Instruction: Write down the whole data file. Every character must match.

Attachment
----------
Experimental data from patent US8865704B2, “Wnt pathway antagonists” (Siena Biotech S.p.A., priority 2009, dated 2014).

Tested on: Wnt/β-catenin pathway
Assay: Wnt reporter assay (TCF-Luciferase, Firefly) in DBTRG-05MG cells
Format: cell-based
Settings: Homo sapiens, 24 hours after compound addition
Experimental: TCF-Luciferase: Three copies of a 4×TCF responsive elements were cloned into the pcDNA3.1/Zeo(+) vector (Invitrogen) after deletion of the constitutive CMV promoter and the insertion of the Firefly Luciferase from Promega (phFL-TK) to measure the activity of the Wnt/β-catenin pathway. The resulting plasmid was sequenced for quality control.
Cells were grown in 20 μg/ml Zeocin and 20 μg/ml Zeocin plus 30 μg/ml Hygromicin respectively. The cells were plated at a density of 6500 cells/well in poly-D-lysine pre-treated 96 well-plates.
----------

Experimental data from patent US8865704B2, “Wnt pathway antagonists” (Siena Biotech S.p.A., priority 2009, dated 2014).

Tested on: Wnt/β-catenin pathway
Assay: Wnt reporter assay (TCF-Luciferase, Firefly) in DBTRG-05MG cells
Format: cell-based
Settings: Homo sapiens, 24 hours after compound addition
Experimental: TCF-Luciferase: Three copies of a 4×TCF responsive elements were cloned into the pcDNA3.1/Zeo(+) vector (Invitrogen) after deletion of the constitutive CMV promoter and the insertion of the Firefly Luciferase from Promega (phFL-TK) to measure the activity of the Wnt/β-catenin pathway. The resulting plasmid was sequenced for quality control.
Cells were grown in 20 μg/ml Zeocin and 20 μg/ml Zeocin plus 30 μg/ml Hygromicin respectively. The cells were plated at a density of 6500 cells/well in poly-D-lysine pre-treated 96 well-plates.